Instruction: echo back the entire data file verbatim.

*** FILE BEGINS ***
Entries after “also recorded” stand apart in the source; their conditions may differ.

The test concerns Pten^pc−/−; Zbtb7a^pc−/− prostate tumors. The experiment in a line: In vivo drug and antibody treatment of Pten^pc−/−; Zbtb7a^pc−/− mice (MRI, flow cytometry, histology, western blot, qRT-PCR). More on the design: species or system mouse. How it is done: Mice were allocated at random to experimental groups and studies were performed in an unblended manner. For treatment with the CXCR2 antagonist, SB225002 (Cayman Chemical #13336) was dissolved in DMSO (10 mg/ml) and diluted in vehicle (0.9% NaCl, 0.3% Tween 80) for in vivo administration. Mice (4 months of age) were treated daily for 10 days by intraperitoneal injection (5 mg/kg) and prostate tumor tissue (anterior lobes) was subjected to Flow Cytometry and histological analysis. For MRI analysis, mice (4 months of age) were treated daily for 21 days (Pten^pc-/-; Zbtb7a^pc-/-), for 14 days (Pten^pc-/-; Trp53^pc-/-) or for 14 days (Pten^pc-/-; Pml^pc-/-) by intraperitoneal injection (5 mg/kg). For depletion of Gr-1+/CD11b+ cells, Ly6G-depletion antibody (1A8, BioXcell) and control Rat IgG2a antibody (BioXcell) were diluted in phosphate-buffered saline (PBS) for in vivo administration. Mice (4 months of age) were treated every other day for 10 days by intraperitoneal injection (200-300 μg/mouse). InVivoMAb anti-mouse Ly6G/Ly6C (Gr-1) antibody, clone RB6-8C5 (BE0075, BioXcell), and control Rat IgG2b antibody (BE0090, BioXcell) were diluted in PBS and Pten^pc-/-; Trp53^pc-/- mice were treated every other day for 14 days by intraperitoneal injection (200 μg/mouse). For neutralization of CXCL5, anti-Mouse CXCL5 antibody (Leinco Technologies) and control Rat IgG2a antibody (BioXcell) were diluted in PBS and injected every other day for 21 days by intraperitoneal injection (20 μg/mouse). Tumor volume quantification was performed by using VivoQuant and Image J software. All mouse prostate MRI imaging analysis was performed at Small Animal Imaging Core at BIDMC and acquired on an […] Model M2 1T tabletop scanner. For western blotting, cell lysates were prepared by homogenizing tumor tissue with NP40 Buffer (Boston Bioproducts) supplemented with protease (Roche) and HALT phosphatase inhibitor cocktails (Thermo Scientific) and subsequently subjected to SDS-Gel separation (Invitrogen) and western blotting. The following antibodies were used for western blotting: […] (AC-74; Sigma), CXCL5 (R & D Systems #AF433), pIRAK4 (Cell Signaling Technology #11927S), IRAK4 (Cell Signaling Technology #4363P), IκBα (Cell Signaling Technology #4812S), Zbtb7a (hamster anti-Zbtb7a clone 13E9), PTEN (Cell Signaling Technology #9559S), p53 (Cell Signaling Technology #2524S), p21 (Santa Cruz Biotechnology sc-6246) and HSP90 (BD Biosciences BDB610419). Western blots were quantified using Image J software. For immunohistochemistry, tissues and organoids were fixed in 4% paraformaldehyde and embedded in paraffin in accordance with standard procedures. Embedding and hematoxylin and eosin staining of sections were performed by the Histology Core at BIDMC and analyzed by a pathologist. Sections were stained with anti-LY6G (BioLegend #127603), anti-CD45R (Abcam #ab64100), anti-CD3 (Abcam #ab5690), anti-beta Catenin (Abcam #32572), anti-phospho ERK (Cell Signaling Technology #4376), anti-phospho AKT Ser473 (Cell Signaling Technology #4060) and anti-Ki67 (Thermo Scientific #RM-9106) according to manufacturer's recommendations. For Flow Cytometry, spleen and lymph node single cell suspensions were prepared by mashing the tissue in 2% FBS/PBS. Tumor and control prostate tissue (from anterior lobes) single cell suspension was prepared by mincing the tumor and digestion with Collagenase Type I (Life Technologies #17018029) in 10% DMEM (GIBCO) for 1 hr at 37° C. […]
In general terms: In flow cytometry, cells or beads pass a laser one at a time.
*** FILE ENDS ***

Entries after “also recorded” stand apart in the source; their conditions may differ.

The test concerns Pten^pc−/−; Zbtb7a^pc−/− prostate tumors. The experiment in a line: In vivo drug and antibody treatment of Pten^pc−/−; Zbtb7a^pc−/− mice (MRI, flow cytometry, histology, western blot, qRT-PCR). More on the design: species or system mouse. How it is done: Mice were allocated at random to experimental groups and studies were performed in an unblended manner. For treatment with the CXCR2 antagonist, SB225002 (Cayman Chemical #13336) was dissolved in DMSO (10 mg/ml) and diluted in vehicle (0.9% NaCl, 0.3% Tween 80) for in vivo administration. Mice (4 months of age) were treated daily for 10 days by intraperitoneal injection (5 mg/kg) and prostate tumor tissue (anterior lobes) was subjected to Flow Cytometry and histological analysis. For MRI analysis, mice (4 months of age) were treated daily for 21 days (Pten^pc-/-; Zbtb7a^pc-/-), for 14 days (Pten^pc-/-; Trp53^pc-/-) or for 14 days (Pten^pc-/-; Pml^pc-/-) by intraperitoneal injection (5 mg/kg). For depletion of Gr-1+/CD11b+ cells, Ly6G-depletion antibody (1A8, BioXcell) and control Rat IgG2a antibody (BioXcell) were diluted in phosphate-buffered saline (PBS) for in vivo administration. Mice (4 months of age) were treated every other day for 10 days by intraperitoneal injection (200-300 μg/mouse). InVivoMAb anti-mouse Ly6G/Ly6C (Gr-1) antibody, clone RB6-8C5 (BE0075, BioXcell), and control Rat IgG2b antibody (BE0090, BioXcell) were diluted in PBS and Pten^pc-/-; Trp53^pc-/- mice were treated every other day for 14 days by intraperitoneal injection (200 μg/mouse). For neutralization of CXCL5, anti-Mouse CXCL5 antibody (Leinco Technologies) and control Rat IgG2a antibody (BioXcell) were diluted in PBS and injected every other day for 21 days by intraperitoneal injection (20 μg/mouse). Tumor volume quantification was performed by using VivoQuant and Image J software. All mouse prostate MRI imaging analysis was performed at Small Animal Imaging Core at BIDMC and acquired on an […] Model M2 1T tabletop scanner. For western blotting, cell lysates were prepared by homogenizing tumor tissue with NP40 Buffer (Boston Bioproducts) supplemented with protease (Roche) and HALT phosphatase inhibitor cocktails (Thermo Scientific) and subsequently subjected to SDS-Gel separation (Invitrogen) and western blotting. The following antibodies were used for western blotting: […] (AC-74; Sigma), CXCL5 (R & D Systems #AF433), pIRAK4 (Cell Signaling Technology #11927S), IRAK4 (Cell Signaling Technology #4363P), IκBα (Cell Signaling Technology #4812S), Zbtb7a (hamster anti-Zbtb7a clone 13E9), PTEN (Cell Signaling Technology #9559S), p53 (Cell Signaling Technology #2524S), p21 (Santa Cruz Biotechnology sc-6246) and HSP90 (BD Biosciences BDB610419). Western blots were quantified using Image J software. For immunohistochemistry, tissues and organoids were fixed in 4% paraformaldehyde and embedded in paraffin in accordance with standard procedures. Embedding and hematoxylin and eosin staining of sections were performed by the Histology Core at BIDMC and analyzed by a pathologist. Sections were stained with anti-LY6G (BioLegend #127603), anti-CD45R (Abcam #ab64100), anti-CD3 (Abcam #ab5690), anti-beta Catenin (Abcam #32572), anti-phospho ERK (Cell Signaling Technology #4376), anti-phospho AKT Ser473 (Cell Signaling Technology #4060) and anti-Ki67 (Thermo Scientific #RM-9106) according to manufacturer's recommendations. For Flow Cytometry, spleen and lymph node single cell suspensions were prepared by mashing the tissue in 2% FBS/PBS. Tumor and control prostate tissue (from anterior lobes) single cell suspension was prepared by mincing the tumor and digestion with Collagenase Type I (Life Technologies #17018029) in 10% DMEM (GIBCO) for 1 hr at 37° C. […]
In general terms: In flow cytometry, cells or beads pass a laser one at a time.